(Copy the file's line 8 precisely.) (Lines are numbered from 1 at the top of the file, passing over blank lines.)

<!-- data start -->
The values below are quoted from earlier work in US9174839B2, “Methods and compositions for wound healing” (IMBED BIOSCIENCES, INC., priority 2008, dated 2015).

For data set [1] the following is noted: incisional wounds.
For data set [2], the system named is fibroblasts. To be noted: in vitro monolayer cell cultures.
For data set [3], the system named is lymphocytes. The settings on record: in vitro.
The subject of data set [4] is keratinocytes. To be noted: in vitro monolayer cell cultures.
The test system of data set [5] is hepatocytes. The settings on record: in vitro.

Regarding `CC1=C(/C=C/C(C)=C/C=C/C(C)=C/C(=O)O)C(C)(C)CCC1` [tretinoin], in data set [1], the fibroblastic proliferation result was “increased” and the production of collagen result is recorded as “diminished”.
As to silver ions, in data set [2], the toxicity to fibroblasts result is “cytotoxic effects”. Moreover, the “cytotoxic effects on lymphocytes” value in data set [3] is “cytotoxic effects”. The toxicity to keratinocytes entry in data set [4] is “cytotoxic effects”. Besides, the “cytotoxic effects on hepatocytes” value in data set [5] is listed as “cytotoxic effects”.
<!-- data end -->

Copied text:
As to silver ions, in data set [2], the toxicity to fibroblasts result is “cytotoxic effects”. Moreover, the “cytotoxic effects on lymphocytes” value in data set [3] is “cytotoxic effects”. The toxicity to keratinocytes entry in data set [4] is “cytotoxic effects”. Besides, the “cytotoxic effects on hepatocytes” value in data set [5] is listed as “cytotoxic effects”.